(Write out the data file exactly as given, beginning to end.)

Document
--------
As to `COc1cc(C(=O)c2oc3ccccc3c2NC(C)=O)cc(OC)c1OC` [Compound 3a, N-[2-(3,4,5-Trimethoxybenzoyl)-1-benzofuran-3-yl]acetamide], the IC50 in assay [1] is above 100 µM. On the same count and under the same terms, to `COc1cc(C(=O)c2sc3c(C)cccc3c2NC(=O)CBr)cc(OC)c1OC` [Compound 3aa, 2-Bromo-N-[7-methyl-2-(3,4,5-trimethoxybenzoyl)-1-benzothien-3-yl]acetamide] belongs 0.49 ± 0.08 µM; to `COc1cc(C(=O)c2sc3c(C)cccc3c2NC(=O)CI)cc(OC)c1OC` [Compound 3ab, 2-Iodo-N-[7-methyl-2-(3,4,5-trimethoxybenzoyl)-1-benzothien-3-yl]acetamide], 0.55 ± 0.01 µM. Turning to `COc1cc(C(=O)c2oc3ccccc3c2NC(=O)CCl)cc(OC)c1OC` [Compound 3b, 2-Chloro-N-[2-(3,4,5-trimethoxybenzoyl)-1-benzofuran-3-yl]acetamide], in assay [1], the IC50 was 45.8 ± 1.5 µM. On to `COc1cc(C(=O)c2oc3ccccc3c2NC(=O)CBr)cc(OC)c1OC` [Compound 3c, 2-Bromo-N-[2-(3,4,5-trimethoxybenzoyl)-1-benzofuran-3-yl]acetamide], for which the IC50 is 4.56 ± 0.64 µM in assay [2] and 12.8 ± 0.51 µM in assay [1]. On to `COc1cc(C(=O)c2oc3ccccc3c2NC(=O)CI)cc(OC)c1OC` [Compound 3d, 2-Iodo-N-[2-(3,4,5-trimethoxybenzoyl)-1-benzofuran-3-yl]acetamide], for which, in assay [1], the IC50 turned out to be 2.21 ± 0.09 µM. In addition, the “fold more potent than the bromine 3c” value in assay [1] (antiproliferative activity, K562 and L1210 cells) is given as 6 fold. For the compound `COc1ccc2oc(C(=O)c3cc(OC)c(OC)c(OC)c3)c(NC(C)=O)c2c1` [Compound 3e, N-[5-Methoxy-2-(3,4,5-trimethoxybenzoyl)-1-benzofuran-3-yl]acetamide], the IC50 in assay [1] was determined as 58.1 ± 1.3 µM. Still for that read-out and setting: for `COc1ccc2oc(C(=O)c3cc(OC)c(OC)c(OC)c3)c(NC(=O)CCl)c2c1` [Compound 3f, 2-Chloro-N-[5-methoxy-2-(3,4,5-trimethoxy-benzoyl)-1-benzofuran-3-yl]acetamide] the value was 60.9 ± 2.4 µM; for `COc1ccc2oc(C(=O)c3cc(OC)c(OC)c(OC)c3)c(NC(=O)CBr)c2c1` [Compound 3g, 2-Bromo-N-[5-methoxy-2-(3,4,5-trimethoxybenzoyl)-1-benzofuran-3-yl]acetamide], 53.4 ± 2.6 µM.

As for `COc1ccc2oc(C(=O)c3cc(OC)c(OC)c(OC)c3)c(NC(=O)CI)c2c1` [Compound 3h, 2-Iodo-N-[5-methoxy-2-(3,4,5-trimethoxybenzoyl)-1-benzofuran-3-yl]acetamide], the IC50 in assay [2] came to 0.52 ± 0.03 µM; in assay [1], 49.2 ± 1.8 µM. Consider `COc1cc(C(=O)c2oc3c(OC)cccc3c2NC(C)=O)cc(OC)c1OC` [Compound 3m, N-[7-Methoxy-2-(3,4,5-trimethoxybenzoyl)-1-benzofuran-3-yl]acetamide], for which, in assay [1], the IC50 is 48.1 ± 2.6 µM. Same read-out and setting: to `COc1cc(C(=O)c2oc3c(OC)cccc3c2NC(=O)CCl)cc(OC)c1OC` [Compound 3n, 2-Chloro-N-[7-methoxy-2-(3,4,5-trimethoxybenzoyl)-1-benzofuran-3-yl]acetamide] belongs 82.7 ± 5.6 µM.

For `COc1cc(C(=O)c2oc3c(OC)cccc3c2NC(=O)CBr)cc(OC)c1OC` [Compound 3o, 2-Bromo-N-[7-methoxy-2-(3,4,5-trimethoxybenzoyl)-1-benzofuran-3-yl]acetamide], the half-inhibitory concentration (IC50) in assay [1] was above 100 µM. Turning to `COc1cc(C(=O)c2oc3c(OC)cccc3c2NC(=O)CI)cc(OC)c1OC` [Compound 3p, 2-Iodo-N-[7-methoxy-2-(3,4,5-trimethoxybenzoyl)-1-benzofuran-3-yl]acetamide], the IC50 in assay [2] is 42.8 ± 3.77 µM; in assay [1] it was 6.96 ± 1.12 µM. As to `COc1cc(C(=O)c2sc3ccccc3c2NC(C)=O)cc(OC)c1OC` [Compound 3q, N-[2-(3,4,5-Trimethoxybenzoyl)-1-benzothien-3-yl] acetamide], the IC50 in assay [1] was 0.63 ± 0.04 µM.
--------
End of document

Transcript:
As to `COc1cc(C(=O)c2oc3ccccc3c2NC(C)=O)cc(OC)c1OC` [Compound 3a, N-[2-(3,4,5-Trimethoxybenzoyl)-1-benzofuran-3-yl]acetamide], the IC50 in assay [1] is above 100 µM. On the same count and under the same terms, to `COc1cc(C(=O)c2sc3c(C)cccc3c2NC(=O)CBr)cc(OC)c1OC` [Compound 3aa, 2-Bromo-N-[7-methyl-2-(3,4,5-trimethoxybenzoyl)-1-benzothien-3-yl]acetamide] belongs 0.49 ± 0.08 µM; to `COc1cc(C(=O)c2sc3c(C)cccc3c2NC(=O)CI)cc(OC)c1OC` [Compound 3ab, 2-Iodo-N-[7-methyl-2-(3,4,5-trimethoxybenzoyl)-1-benzothien-3-yl]acetamide], 0.55 ± 0.01 µM. Turning to `COc1cc(C(=O)c2oc3ccccc3c2NC(=O)CCl)cc(OC)c1OC` [Compound 3b, 2-Chloro-N-[2-(3,4,5-trimethoxybenzoyl)-1-benzofuran-3-yl]acetamide], in assay [1], the IC50 was 45.8 ± 1.5 µM. On to `COc1cc(C(=O)c2oc3ccccc3c2NC(=O)CBr)cc(OC)c1OC` [Compound 3c, 2-Bromo-N-[2-(3,4,5-trimethoxybenzoyl)-1-benzofuran-3-yl]acetamide], for which the IC50 is 4.56 ± 0.64 µM in assay [2] and 12.8 ± 0.51 µM in assay [1]. On to `COc1cc(C(=O)c2oc3ccccc3c2NC(=O)CI)cc(OC)c1OC` [Compound 3d, 2-Iodo-N-[2-(3,4,5-trimethoxybenzoyl)-1-benzofuran-3-yl]acetamide], for which, in assay [1], the IC50 turned out to be 2.21 ± 0.09 µM. In addition, the “fold more potent than the bromine 3c” value in assay [1] (antiproliferative activity, K562 and L1210 cells) is given as 6 fold. For the compound `COc1ccc2oc(C(=O)c3cc(OC)c(OC)c(OC)c3)c(NC(C)=O)c2c1` [Compound 3e, N-[5-Methoxy-2-(3,4,5-trimethoxybenzoyl)-1-benzofuran-3-yl]acetamide], the IC50 in assay [1] was determined as 58.1 ± 1.3 µM. Still for that read-out and setting: for `COc1ccc2oc(C(=O)c3cc(OC)c(OC)c(OC)c3)c(NC(=O)CCl)c2c1` [Compound 3f, 2-Chloro-N-[5-methoxy-2-(3,4,5-trimethoxy-benzoyl)-1-benzofuran-3-yl]acetamide] the value was 60.9 ± 2.4 µM; for `COc1ccc2oc(C(=O)c3cc(OC)c(OC)c(OC)c3)c(NC(=O)CBr)c2c1` [Compound 3g, 2-Bromo-N-[5-methoxy-2-(3,4,5-trimethoxybenzoyl)-1-benzofuran-3-yl]acetamide], 53.4 ± 2.6 µM.

As for `COc1ccc2oc(C(=O)c3cc(OC)c(OC)c(OC)c3)c(NC(=O)CI)c2c1` [Compound 3h, 2-Iodo-N-[5-methoxy-2-(3,4,5-trimethoxybenzoyl)-1-benzofuran-3-yl]acetamide], the IC50 in assay [2] came to 0.52 ± 0.03 µM; in assay [1], 49.2 ± 1.8 µM. Consider `COc1cc(C(=O)c2oc3c(OC)cccc3c2NC(C)=O)cc(OC)c1OC` [Compound 3m, N-[7-Methoxy-2-(3,4,5-trimethoxybenzoyl)-1-benzofuran-3-yl]acetamide], for which, in assay [1], the IC50 is 48.1 ± 2.6 µM. Same read-out and setting: to `COc1cc(C(=O)c2oc3c(OC)cccc3c2NC(=O)CCl)cc(OC)c1OC` [Compound 3n, 2-Chloro-N-[7-methoxy-2-(3,4,5-trimethoxybenzoyl)-1-benzofuran-3-yl]acetamide] belongs 82.7 ± 5.6 µM.

For `COc1cc(C(=O)c2oc3c(OC)cccc3c2NC(=O)CBr)cc(OC)c1OC` [Compound 3o, 2-Bromo-N-[7-methoxy-2-(3,4,5-trimethoxybenzoyl)-1-benzofuran-3-yl]acetamide], the half-inhibitory concentration (IC50) in assay [1] was above 100 µM. Turning to `COc1cc(C(=O)c2oc3c(OC)cccc3c2NC(=O)CI)cc(OC)c1OC` [Compound 3p, 2-Iodo-N-[7-methoxy-2-(3,4,5-trimethoxybenzoyl)-1-benzofuran-3-yl]acetamide], the IC50 in assay [2] is 42.8 ± 3.77 µM; in assay [1] it was 6.96 ± 1.12 µM. As to `COc1cc(C(=O)c2sc3ccccc3c2NC(C)=O)cc(OC)c1OC` [Compound 3q, N-[2-(3,4,5-Trimethoxybenzoyl)-1-benzothien-3-yl] acetamide], the IC50 in assay [1] was 0.63 ± 0.04 µM.